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Search Results for ' Succulent plants'

PAL Questions: 1 - Garden Tools: 2 - Recommended Websites: 3

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Keywords: photoperiodism, Kalanchoe, Failure to flower, Succulent plants, House plants

PAL Question:

Why do my house plants stop flowering after I bring them home? They are by a bright, sunny window. I bought Kalanchoe in 4 colors, and none flower any more.

View Answer:

Can you tell me if you feed the houseplants anything? Sometimes plants (indoors or outdoors) which are given a fertilizer that is high in nitrogen will produce a lot of leafy growth at the expense of flowers.

Make certain that you are providing ideal conditions for growing Kalanchoe. According to Barbara Pleasant's The Complete Houseplant Survival Guide (Storey, 2005), Kalanchoe grown indoors needs bright direct sunlight, and warm temperatures (70-90 degrees) from late spring to early fall. In fall and winter, it requires 50-70 degrees. It sould not receive any fertilizer from late winter to early spring, and in winter, let soil dry out between light waterings. More importantly, Kalanchoe responds to changes in its exposure to light, which is referred to as photoperiodism. Pleasant says that "before a kalanchoe will make buds, it must be exposed to a series of long, sunny days followed by at least 2 weeks of short days, less than 12 hours long. This is easy enough to accomplish by placing plants outside in summer and then bringing them indoors in late fall, just before nighttime temperatures drop below about 40 degrees. After you bring the plant in, keep it in a room where no lights used at night. When brought into bloom naturally, kalanchoes flower in January and February. To speed up the schedule, cover the plants with a box for 14 hours each night for 14 consecutive days. Blooms will appear about 6 weeks later. Snip off bloom-bearing branches after the flowers fade."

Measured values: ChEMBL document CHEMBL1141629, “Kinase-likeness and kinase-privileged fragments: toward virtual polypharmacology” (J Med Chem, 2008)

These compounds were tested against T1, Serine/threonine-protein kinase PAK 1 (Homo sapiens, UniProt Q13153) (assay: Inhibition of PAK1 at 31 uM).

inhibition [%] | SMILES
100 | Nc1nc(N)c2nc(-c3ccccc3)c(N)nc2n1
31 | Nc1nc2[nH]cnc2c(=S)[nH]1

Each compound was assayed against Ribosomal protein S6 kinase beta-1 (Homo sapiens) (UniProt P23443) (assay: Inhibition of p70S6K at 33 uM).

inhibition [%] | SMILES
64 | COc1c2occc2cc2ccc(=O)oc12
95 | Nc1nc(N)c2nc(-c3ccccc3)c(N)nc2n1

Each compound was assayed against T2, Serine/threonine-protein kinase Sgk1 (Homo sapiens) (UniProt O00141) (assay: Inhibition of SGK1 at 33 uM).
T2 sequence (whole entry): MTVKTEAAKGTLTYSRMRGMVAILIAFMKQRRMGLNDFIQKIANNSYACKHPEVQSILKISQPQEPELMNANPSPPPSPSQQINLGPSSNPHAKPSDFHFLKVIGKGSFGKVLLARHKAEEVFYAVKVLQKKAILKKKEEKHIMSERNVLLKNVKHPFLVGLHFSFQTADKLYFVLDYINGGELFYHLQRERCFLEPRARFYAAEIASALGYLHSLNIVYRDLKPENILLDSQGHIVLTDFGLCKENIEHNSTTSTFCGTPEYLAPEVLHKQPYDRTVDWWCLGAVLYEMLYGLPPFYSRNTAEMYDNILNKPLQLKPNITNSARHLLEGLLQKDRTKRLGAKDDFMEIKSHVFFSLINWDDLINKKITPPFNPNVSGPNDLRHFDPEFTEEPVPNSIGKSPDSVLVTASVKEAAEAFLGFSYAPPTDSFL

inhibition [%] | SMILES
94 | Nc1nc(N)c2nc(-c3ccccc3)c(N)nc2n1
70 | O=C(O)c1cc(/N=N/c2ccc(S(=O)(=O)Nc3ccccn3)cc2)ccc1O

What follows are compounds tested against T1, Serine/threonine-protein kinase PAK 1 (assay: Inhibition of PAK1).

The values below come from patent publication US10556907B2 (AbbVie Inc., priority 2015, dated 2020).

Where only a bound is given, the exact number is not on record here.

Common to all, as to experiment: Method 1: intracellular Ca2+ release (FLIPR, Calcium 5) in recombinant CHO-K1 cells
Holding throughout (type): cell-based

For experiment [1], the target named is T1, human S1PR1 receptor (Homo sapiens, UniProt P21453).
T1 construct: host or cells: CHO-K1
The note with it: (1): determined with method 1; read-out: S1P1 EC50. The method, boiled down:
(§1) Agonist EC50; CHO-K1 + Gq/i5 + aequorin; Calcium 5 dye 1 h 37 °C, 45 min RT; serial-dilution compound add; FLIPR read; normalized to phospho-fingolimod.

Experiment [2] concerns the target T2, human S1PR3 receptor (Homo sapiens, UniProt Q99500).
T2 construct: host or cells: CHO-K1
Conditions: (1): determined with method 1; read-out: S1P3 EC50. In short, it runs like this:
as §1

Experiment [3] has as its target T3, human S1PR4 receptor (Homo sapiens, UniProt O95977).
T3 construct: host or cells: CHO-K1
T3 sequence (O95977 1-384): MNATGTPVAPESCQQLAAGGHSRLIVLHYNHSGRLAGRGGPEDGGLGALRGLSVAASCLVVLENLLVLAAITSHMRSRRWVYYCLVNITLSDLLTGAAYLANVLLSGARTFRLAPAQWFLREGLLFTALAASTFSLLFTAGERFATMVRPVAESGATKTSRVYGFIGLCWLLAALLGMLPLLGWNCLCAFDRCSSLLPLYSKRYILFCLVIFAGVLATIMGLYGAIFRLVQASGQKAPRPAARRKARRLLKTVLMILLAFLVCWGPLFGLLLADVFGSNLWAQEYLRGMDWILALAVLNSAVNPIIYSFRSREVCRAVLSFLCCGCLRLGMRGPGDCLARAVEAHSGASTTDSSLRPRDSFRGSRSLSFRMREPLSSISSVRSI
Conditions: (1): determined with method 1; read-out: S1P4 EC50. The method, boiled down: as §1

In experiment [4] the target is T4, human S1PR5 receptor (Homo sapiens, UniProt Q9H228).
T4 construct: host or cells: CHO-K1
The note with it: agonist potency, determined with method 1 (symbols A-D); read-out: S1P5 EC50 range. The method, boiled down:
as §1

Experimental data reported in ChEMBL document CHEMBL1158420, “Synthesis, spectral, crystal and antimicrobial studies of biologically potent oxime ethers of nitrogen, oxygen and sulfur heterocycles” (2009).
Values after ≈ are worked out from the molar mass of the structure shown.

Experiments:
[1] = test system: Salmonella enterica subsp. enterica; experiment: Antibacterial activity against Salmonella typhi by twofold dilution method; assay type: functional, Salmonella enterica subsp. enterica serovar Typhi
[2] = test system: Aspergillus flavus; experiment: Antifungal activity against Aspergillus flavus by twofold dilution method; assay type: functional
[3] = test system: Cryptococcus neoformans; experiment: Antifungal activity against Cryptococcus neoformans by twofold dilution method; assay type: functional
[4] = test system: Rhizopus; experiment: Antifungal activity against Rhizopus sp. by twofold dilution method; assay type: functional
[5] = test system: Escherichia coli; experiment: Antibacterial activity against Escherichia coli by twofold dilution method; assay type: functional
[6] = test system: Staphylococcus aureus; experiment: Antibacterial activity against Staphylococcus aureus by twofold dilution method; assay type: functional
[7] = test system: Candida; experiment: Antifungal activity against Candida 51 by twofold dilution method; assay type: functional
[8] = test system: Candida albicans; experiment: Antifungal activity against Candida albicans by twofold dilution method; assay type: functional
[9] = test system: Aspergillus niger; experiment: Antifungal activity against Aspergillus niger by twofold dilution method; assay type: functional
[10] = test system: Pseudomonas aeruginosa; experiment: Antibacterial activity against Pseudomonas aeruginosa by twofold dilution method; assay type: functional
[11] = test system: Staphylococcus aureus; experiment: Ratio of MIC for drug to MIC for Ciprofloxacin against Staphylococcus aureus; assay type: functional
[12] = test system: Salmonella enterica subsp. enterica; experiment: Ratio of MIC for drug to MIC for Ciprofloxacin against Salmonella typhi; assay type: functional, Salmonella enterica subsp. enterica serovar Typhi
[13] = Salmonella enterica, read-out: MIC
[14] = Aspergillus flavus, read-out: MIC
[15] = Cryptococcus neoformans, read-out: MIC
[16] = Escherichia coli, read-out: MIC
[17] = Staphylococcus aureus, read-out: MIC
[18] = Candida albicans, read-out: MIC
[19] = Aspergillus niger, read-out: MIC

Season All Season
Date 2010-08-26
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Keywords: Agavaceae (Agave family), Yucca, Reference books, Lewisia, Cactaceae (Cactus family), Xeriscaping, Succulent plants, Sempervivum, Sedum

Garden Tool: Ready for a truly drought tolerant garden? Plant hardy cactus and succulents. The only requirement for these plants is perfect drainage. Hardy succulents can die of rot in our winter wet. Overcome that challenge by building raised beds and mixing plenty of gravel and sand into the planting hole. The book Cacti and Other Succulents by Keith Grantham and Paul Klaassen (Timber press, $34.95) reports the following plants are good candidates for growing outside: Cacti - Echinocereus triglochidiatus (hedgehog cactus), Opuntia humifusa (prickly pear cactus) and Coryphantha vivipara (pincushion cactus); Succulents - Delosperma cooperi (ice plant) and Calyptridium umbellatum (pussypaws); Old Stand-bys - Yucca, Agave paryi, Lewisia cotyledon, Sedum and Sempervivum.

Season: All Season
Date: 2007-04-03
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Keywords: Succulent plants, Plant and garden societies, Cactus

Garden Tool: With foliage plants all the rage these days and drought tolerance a must, consider adding a few succulents to your garden. A new book by Yvonne Cave called Succulents for the Contemporary Garden (Timber Press, 2003) highlights many beautiful succulents that can grow outside in well draining soil. If you want to learn more about the wonderful world of cacti and succulents join a society: The Cascade Cactus and Succulent Society of Washington state meets once a month, usually at the Center for Urban Horticulture. Contact president Eugene Collias, (206)633-5577 for details on joining, or go to their website. Also consider joining the Cactus and Succulent Society of America, which publishes an excellent bimonthly glossy magazine. Contact Mindy Fusaro, CSSA Treasurer, PO Box 2615, Pahrump, NV 89041-2615, (775)751-1320.

Season: All Season
Date: 2003-04-01
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June 24 2013 12:55:25